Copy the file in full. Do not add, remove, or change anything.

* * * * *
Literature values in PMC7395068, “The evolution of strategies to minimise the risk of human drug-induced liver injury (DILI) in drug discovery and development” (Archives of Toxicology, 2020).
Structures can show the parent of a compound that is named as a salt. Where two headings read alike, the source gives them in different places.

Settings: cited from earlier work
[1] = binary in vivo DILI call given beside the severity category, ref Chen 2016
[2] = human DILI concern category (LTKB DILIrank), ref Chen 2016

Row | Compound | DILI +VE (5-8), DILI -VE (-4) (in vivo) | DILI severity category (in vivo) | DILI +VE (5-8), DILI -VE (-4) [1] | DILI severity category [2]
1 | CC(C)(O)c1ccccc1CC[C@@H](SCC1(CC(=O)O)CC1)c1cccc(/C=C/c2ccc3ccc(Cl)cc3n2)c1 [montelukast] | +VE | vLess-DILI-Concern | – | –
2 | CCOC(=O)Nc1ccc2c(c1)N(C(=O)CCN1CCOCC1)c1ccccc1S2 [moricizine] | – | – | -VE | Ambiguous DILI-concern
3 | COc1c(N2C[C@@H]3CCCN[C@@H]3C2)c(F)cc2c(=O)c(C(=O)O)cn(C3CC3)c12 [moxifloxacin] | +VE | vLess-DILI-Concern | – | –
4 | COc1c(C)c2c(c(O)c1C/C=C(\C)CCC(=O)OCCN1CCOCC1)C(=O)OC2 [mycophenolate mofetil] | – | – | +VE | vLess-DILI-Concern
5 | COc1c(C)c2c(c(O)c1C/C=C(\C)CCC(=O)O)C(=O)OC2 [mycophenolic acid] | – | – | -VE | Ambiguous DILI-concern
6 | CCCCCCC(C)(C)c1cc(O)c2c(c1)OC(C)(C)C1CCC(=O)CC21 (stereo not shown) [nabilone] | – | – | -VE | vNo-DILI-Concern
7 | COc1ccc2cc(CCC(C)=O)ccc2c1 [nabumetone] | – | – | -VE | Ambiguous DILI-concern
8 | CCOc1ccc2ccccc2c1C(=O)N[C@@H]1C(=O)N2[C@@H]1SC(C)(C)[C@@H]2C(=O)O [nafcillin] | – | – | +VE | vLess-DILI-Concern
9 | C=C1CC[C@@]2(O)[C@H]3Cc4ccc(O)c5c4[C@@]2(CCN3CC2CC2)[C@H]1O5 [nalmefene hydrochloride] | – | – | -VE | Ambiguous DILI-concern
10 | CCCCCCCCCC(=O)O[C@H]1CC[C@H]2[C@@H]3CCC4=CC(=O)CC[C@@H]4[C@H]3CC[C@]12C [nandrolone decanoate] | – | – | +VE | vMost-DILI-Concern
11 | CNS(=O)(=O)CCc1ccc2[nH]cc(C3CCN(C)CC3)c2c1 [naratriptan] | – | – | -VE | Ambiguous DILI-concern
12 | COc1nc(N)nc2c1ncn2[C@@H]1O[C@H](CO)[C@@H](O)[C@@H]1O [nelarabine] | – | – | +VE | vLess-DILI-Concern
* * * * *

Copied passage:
Literature values in PMC7395068, “The evolution of strategies to minimise the risk of human drug-induced liver injury (DILI) in drug discovery and development” (Archives of Toxicology, 2020).
Structures can show the parent of a compound that is named as a salt. Where two headings read alike, the source gives them in different places.

Settings: cited from earlier work
[1] = binary in vivo DILI call given beside the severity category, ref Chen 2016
[2] = human DILI concern category (LTKB DILIrank), ref Chen 2016

Row | Compound | DILI +VE (5-8), DILI -VE (-4) (in vivo) | DILI severity category (in vivo) | DILI +VE (5-8), DILI -VE (-4) [1] | DILI severity category [2]
1 | CC(C)(O)c1ccccc1CC[C@@H](SCC1(CC(=O)O)CC1)c1cccc(/C=C/c2ccc3ccc(Cl)cc3n2)c1 [montelukast] | +VE | vLess-DILI-Concern | – | –
2 | CCOC(=O)Nc1ccc2c(c1)N(C(=O)CCN1CCOCC1)c1ccccc1S2 [moricizine] | – | – | -VE | Ambiguous DILI-concern
3 | COc1c(N2C[C@@H]3CCCN[C@@H]3C2)c(F)cc2c(=O)c(C(=O)O)cn(C3CC3)c12 [moxifloxacin] | +VE | vLess-DILI-Concern | – | –
4 | COc1c(C)c2c(c(O)c1C/C=C(\C)CCC(=O)OCCN1CCOCC1)C(=O)OC2 [mycophenolate mofetil] | – | – | +VE | vLess-DILI-Concern
5 | COc1c(C)c2c(c(O)c1C/C=C(\C)CCC(=O)O)C(=O)OC2 [mycophenolic acid] | – | – | -VE | Ambiguous DILI-concern
6 | CCCCCCC(C)(C)c1cc(O)c2c(c1)OC(C)(C)C1CCC(=O)CC21 (stereo not shown) [nabilone] | – | – | -VE | vNo-DILI-Concern
7 | COc1ccc2cc(CCC(C)=O)ccc2c1 [nabumetone] | – | – | -VE | Ambiguous DILI-concern
8 | CCOc1ccc2ccccc2c1C(=O)N[C@@H]1C(=O)N2[C@@H]1SC(C)(C)[C@@H]2C(=O)O [nafcillin] | – | – | +VE | vLess-DILI-Concern
9 | C=C1CC[C@@]2(O)[C@H]3Cc4ccc(O)c5c4[C@@]2(CCN3CC2CC2)[C@H]1O5 [nalmefene hydrochloride] | – | – | -VE | Ambiguous DILI-concern
10 | CCCCCCCCCC(=O)O[C@H]1CC[C@H]2[C@@H]3CCC4=CC(=O)CC[C@@H]4[C@H]3CC[C@]12C [nandrolone decanoate] | – | – | +VE | vMost-DILI-Concern
11 | CNS(=O)(=O)CCc1ccc2[nH]cc(C3CCN(C)CC3)c2c1 [naratriptan] | – | – | -VE | Ambiguous DILI-concern
12 | COc1nc(N)nc2c1ncn2[C@@H]1O[C@H](CO)[C@@H](O)[C@@H]1O [nelarabine] | – | – | +VE | vLess-DILI-Concern